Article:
Man Pleads Guilty to Role in Nationwide Rideshare

A Brazilian national pleaded guilty  in connection with a nationwide conspiracy to open fraudulent driver accounts with rideshare and delivery service companies.

Wemerson Dutra Aguiar, 29, a Brazilian national formerly residing in Lynn and Woburn, Mass., pleaded guilty in federal court in Boston to one count of conspiracy to commit wire fraud and one count of aggravated identity theft. U.S. Senior District Court Judge Mark L. Wolf scheduled sentencing for May 10, 2022. 

In May 2021, Aguiar was charged along with 18 co-defendants with conspiracy to commit wire fraud by using stolen identities and falsified documents to create fraudulent driver accounts for rent or sale to individuals who might not otherwise qualify to drive for the rideshare or delivery services.

According to the charging documents, the defendants allegedly used victims’ identifying information to apply for driver accounts with the rideshare and delivery companies – enabling the defendants to pass those companies’ required background checks and create driver accounts in victims’ names. At times, it is alleged that the defendants edited victims’ driver’s license images to display photos of the drivers renting or buying the fraudulent accounts in order to circumvent facial recognition technology that the rideshare and delivery companies used as a security measure. The defendants allegedly obtained victims’ names, dates of birth, driver’s license information and or Social Security numbers from co-conspirators and other sources, including sites on the Dark Net. The defendants and co-conspirators also obtained driver’s license images directly from victims, by photographing victims’ licenses while completing an alcohol delivery through one of the services or while exchanging information with victims following vehicle accidents, some of which defendants or co-conspirators intentionally caused in order to obtain victims’ license information. As a result of the scheme, Internal Revenue Service Forms 1099 were generated in victims’ names for income that conspirators earned from the rideshare and delivery companies.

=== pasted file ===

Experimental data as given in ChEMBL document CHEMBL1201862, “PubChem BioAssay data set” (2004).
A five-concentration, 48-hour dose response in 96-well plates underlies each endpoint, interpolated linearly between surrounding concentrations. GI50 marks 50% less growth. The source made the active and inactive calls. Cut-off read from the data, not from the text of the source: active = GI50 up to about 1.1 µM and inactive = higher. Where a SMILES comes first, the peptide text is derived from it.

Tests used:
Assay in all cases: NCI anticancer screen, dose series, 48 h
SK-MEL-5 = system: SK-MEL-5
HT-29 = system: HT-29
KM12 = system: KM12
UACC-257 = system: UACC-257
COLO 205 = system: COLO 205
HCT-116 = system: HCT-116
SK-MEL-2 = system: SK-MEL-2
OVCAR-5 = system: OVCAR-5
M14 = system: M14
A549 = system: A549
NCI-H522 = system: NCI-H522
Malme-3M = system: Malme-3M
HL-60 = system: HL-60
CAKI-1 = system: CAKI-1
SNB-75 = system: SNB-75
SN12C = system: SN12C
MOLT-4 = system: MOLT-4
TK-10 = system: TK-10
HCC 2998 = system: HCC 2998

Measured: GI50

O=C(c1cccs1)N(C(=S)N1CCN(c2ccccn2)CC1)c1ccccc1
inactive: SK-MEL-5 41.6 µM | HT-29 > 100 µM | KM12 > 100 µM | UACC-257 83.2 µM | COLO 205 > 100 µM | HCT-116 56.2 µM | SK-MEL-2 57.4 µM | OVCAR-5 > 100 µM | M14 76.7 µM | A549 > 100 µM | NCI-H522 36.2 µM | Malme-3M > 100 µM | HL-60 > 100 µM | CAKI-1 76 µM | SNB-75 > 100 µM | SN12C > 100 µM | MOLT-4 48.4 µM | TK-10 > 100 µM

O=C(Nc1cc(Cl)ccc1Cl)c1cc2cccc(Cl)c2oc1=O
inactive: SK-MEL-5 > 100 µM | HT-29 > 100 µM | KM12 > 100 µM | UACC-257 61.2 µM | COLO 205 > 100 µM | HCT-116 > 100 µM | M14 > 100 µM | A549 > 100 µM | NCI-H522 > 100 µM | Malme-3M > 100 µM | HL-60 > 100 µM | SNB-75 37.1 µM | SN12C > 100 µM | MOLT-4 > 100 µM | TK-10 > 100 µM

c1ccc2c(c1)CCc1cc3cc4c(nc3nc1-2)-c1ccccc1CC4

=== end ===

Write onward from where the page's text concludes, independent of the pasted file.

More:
It is further alleged that the defendants used fraudulent driver accounts to exploit referral bonus programs offered by the rideshare and delivery companies and used “bots” and GPS “spoofing” technology to increase the income earned from the companies.

 In connection with the scheme, Aguiar admitted that he obtained driver’s licenses and Social Security numbers that his co-conspirators procured from the DarkNet and other sources. Aguiar also admitted that he paid co-conspirators to alter driver’s license photos to display pictures of other individuals and that he used templates to create image files of fraudulent driver’s licenses displaying identity theft victims’ information. Aguiar used these stolen identifiers to create hundreds of fraudulent accounts with the rideshare and delivery companies and supplied these identifiers to other co-conspirators who also created fraudulent accounts. Aguiar advertised fraudulent accounts for sale or rent to Brazilian nationals living in the United States via WhatsApp chat groups and by word of mouth. He managed these accounts and attempted to prevent the accounts from being closed by the companies for fraud. Between June 2019 and January 2021, Aguiar received over $375,000 in rental payments from individuals driving under these accounts and payments from the companies generated with these accounts.

 Sixteen of the defendants have been arrested in connection with the conspiracy and three remain at large. Aguiar is the second defendant to plead guilty in the case. If you believe that you may be a victim of the allegations in this case, please visit: https://www.justice.gov/usao-ma/victim-and-witness-assistance-program/us-v-wemerson-dutra-aguiar-and-us-v-priscila-barbosa-et-al.

 The charge of conspiracy to commit wire fraud provides for a sentence of up to 20 years in prison, three years of supervised release and a fine of $250,000 or twice the gross gain or loss from the offense, whichever is greater. The charge of aggravated identity theft provides for a sentence of at least two years in prison to be served consecutive to any other sentence imposed. Sentences are imposed by a federal district court judge based upon the U.S. Sentencing Guidelines and other statutory factors.

United States Attorney Rachael S. Rollins and Joseph R. Bonavolonta, Special Agent in Charge of the Federal Bureau of Investigation, Boston Division made the announcement. Valuable assistance was provided by the Massachusetts State Police; the Concord, Lexington, Plymouth, Wilmington, Marlborough and Village of Rye Brook (N.Y.) Police Departments; U.S. Customs and Border Protection; U.S. Postal Inspection Service and the National Crime Insurance Bureau. Assistant U.S. Attorneys Kristen A. Kearney and David M. Holcomb of Rollins’ Securities, Financial & Cyber Fraud Unit are prosecuting the case.

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